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The Grand Tour Season 2 – Amazon’s three “monkeys” return

The Grand Tour, an Amazon Prime original show featuring the entertaining trio of middle-aged British car reviewers Jeremy Clarkson, James May, and Richard Hammond will see the premiere of its second season this coming Saturday. With Amazon shelling out a reported $1.2 million to $4.9 million per episode, money is clearly no object as the online giant seeks to compete with Netflix in the battle for dominance in video streaming. The image below has been plastered on various Amazon properties over the last few months, as the monkey’s antics in its ads seek to push the comedic qualities possessed by Clarkson/May/Hammond.

Season 2 of The Grand Tour continues its “monkey” business in promotions

With such an enormous budget on-hand, Amazon has been promoting Season 2 of The Grand Tour quite heavily on several digital platforms. Its YouTube channel regularly posts teasers and original shorts to promote the new season. Here, the trio look to former Formula 1 driver Mark Webber to become their new “guest driver”.

On Instagram, The Grand Tour has used both funny behind the scenes-type pictures as well as video shorts highlighting some of the best moments of the previous season.

@BritishGQ TV Personalities of the Year? How did that happen? #GQAwards #TheGrandTour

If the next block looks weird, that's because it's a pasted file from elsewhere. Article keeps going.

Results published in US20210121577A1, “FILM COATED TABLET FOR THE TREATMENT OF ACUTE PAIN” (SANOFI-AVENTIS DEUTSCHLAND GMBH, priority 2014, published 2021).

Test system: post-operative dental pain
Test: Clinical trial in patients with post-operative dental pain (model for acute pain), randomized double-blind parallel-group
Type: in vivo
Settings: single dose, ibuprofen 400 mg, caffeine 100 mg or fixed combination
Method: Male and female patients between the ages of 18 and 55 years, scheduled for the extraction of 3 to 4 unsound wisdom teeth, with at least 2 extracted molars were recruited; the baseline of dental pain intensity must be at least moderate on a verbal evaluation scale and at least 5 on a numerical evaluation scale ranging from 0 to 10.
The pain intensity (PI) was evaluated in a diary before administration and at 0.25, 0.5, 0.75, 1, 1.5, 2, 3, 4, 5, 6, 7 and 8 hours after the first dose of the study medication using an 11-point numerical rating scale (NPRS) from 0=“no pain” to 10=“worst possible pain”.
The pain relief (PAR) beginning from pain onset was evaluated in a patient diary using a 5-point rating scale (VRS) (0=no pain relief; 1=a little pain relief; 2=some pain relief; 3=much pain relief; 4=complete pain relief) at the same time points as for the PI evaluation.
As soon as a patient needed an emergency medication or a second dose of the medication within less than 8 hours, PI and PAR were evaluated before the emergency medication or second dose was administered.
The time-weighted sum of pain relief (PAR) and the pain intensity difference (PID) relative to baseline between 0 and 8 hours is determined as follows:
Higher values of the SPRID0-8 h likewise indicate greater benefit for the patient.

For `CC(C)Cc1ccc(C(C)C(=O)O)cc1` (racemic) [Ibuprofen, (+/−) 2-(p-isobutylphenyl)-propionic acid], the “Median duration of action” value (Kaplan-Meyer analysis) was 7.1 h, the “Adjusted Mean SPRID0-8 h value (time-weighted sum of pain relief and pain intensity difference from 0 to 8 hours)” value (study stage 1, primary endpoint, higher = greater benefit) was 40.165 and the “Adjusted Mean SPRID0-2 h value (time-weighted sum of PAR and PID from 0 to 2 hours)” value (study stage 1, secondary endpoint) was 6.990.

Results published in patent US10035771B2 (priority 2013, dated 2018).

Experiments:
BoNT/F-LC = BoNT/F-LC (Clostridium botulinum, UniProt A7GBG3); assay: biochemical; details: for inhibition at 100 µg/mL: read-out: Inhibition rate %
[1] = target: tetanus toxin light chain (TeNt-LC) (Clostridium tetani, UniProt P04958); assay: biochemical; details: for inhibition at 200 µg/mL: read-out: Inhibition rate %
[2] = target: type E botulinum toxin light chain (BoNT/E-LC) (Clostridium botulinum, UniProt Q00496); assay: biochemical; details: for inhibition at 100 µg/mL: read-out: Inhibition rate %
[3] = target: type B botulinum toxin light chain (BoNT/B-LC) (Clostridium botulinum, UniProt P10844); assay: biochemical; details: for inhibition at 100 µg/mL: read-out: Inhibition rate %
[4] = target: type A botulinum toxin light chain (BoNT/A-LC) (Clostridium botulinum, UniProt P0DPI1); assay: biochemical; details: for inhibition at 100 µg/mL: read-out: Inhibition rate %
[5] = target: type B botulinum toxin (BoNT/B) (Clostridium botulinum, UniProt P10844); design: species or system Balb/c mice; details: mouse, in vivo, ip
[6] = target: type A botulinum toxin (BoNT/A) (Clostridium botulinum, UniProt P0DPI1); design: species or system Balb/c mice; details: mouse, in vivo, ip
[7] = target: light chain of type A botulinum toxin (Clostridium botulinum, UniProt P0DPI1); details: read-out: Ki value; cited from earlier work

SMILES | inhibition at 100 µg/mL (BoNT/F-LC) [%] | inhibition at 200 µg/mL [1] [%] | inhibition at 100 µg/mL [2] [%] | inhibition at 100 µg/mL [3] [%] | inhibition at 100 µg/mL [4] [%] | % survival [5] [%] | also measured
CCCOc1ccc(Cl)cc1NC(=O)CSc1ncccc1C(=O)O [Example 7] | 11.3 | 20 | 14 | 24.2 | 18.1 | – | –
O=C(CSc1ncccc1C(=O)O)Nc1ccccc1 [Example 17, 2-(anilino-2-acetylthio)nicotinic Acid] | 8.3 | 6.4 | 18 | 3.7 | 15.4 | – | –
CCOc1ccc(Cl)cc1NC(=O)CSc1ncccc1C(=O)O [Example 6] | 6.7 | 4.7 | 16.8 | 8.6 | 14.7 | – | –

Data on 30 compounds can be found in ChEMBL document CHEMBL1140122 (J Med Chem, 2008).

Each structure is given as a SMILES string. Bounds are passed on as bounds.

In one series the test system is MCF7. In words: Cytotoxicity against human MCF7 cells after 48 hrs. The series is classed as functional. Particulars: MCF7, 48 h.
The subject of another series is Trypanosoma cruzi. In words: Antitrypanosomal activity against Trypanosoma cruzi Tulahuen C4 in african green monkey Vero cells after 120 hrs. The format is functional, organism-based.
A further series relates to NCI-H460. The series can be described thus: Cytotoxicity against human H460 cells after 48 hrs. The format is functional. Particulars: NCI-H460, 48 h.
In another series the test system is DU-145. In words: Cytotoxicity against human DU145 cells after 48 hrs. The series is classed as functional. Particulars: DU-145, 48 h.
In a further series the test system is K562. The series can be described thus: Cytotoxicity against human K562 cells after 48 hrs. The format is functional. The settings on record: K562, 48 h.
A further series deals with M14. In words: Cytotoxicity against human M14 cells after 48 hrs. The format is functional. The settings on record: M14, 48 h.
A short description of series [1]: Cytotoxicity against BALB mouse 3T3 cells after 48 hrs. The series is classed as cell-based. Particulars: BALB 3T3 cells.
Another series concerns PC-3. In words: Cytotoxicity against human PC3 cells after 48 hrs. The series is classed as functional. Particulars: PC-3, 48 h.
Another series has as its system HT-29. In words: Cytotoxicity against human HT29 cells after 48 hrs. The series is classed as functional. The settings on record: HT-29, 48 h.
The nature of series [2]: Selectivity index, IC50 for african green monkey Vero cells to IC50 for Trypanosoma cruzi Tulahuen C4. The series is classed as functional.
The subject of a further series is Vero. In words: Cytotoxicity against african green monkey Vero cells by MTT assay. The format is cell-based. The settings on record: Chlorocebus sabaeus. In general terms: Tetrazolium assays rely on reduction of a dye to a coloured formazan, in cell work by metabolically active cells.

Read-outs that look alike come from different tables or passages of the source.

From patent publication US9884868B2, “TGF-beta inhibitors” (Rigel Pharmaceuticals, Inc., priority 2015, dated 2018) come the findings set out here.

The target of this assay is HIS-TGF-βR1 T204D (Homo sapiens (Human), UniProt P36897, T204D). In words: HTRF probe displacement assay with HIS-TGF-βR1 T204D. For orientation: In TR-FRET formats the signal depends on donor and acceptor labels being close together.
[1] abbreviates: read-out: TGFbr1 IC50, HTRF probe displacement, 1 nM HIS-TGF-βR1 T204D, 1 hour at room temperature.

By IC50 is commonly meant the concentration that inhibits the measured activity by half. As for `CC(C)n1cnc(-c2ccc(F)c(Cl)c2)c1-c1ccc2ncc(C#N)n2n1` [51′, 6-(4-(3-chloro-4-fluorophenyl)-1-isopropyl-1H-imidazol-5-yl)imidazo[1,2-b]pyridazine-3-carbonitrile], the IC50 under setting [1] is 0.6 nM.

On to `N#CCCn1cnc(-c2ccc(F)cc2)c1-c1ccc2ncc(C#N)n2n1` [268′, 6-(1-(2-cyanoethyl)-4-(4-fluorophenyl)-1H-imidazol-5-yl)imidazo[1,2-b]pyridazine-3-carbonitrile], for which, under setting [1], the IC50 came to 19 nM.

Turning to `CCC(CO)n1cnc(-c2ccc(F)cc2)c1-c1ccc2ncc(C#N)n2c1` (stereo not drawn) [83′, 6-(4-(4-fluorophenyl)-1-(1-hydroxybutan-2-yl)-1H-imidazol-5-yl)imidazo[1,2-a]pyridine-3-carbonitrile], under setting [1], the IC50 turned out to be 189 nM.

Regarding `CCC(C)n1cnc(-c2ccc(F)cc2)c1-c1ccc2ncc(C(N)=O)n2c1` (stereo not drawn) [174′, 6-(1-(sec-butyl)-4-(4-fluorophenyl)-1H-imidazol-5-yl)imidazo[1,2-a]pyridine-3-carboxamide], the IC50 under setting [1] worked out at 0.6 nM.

A post shared by The Grand Tour (@itsthegrandtour) on

 

The Grand Tour’s out of home advertising has also started to ramp up in recent days. For example, billboards, subway posters, and Routemaster ads have sprouted up throughout New York City and London.

 [this example is from 2016, but the new season’s ads are used in these same subway platform frames]

Awesome, saw this ad for the Grand Tour in tge Subway in New York #newyorkcity #newyork #thegrandtour #newyorksubway

A post shared by Erik”s Own photography (@eriksownphotography) on

I have not watched enough network or cable TV to see whether traditional 30-60 second television ads have been in the equation for Amazon to promote Season 2, but they most certainly were as part of its buildup for Season 1. I can recall plenty of Grand Tour ads during football games (hello, males 18-34!) last year as well as other prime-time programming.

With The Grand Tour’s release format going the route of a traditional week by week distribution instead of mass episode posting a la House of Cards, Amazon and Clarkson/May/Hammond will have more content to share throughout The Grand Tour’s social platforms each day as teasers and ICYMIs, for example. The show’s action-packed format lends itself more to digesting separately in 60-something minute meals instead of heavy binges popular with other streaming-only series. I’ll be curious to see how viewers react to the new season – I know I’ll be watching!

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